I was one of those adolescents who had to read everything they’d ever heard of, including the entire rack of Penguin classics at the local bookstore plus everything else by each of those authors, all the NYT bestsellers I could get my hands on, and ancient editions of Dickens and Thackeray from the used book alley. But mysteries, especially traditional whodunits, always held a special attraction for me, and that’s no mystery: I know exactly why. The theory’s been repeated since the genre first emerged: mystery stories are essentially morality tales.
I’m familiar with all the usual suspects, of course: Christie, Conan Doyle, Hammett, Poe, Collins, Sayers, Queen, Tey, Stout, everyone. I like Caleb Carr, Martha Grimes, Jane Haddam; I’ve enjoyed Sue Grafton, Donald E. Westlake, and Stieg Larsson’s original Dragon Tattoo books. I read less of the genre these days, but I remain loyal to a few select favorites.
Good mystery series are all about the relationships. Well, after Christie the solution is always secondary; it’s not that no one else ever did it as well, it’s that no one else has ever done it. Dame Agatha taught me that with psychology and observation I could see beyond appearances to the truth, I could prove myself right and everyone else wrong, unmask the real villain and solve the puzzle of my own life. And there’s the attraction, of course, that vicarious vindication. Mysteries are about moral confirmation, not the reveal.
By the pricking of our thumbs we know that evil’s always afoot, but what and where and exactly who’s behind it? The wicked uncle or exotic foreigner, the master criminal or crude mobster? Maybe the over-friendly neighbor or loving spouse, the business partner or new love? It could be the government, or some giant international corporation, and never mind police corruption! Is it about money, love, power, or fear? Observe carefully; no one can be presumed innocent, not even your kindly Grandma, because something somewhere is not what it seems. And maybe all this seems a rough kind of magic, a cheap trick, but something interesting is going on here and it’s relentlessly progressive.
They’re all exposed in turn: the racist, social, and sexual repressions of the Victorians (and God bless the British everywhere and all they’ve done around the globe, including their current Monarchial rebranding as a Disney franchise); the mob violence of Prohibition; the post-war anomie and alienation (any war); the innately treacherous machinations of romance, especially among the wealthy; the seething dynamics of the perfect family or ideal village; the corruption that seeps down or else crawls up from the streets. All good writing takes its inspiration from the society it influences, establishing truth with stories. Mere suspicions develop into fictional evildoers who are suddenly here among us, real and undeniable and even obvious.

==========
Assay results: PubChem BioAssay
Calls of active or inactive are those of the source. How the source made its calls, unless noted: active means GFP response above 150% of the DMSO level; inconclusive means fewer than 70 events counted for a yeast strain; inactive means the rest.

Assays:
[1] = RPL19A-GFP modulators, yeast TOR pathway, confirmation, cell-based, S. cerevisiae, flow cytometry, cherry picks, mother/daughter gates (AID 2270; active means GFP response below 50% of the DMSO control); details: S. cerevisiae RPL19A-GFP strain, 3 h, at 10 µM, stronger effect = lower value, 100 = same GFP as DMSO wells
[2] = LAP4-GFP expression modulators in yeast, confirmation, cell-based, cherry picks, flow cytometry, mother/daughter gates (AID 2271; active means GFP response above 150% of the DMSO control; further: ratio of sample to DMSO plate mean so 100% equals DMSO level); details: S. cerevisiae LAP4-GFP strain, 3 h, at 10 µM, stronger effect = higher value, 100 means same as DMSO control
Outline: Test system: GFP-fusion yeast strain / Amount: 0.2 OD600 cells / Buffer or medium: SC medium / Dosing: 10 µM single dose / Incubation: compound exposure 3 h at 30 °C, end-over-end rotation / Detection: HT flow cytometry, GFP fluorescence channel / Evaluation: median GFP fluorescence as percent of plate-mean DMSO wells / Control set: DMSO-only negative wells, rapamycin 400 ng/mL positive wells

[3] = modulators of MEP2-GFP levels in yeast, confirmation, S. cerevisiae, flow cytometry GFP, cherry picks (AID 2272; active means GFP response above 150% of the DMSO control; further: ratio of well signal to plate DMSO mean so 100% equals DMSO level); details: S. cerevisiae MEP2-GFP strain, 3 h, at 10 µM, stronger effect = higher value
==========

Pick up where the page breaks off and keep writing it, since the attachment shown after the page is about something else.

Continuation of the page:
Now that CSI, DNA and phone cameras are picking up so much of the slack the private eye seems obsolete, a professional Peeping Tom spying on adulterers. As for that protagonist of the cozy story perennially outsmarting the authorities – please! So what’s left for the adherent seeking a fix? Well, that’s the real mystery, isn’t it? Today we’re in the era of Gone Girl, The Girl on the Train, and The Woman in the Window. New secrets are being exposed, new sources of evil recognized and, at least in the pages of a satisfying mystery, vanquished. Now that feminism is having a star turn, I sometimes wonder if we’re not reading in here, projecting doctrine where none was intended, but then I remember how that’s impossible if a woman authored the book to begin with.
All this time and we never realized.
And I wonder what’s next, because obviously we’re not at the end of moral evolution and its resulting moral reevaluation, and that means the mystery novel is evolving as well, finding new wrongs to expose. What crimes of the heart and soul, of society and politics, of history and the intellect itself will they uncover next?
Only the shadow knows.
(NOTE regarding Worthy of This Great City: before buying the book please read the Reader Alert on the Home Page, then the full Prologue on the Excerpts page. Or else don’t blame me.)
Photo credits: paul stumpr, The Murder of Roger Ackroyd CC BY-SA 2.0 / Stewart Black, 14 CC by 2.0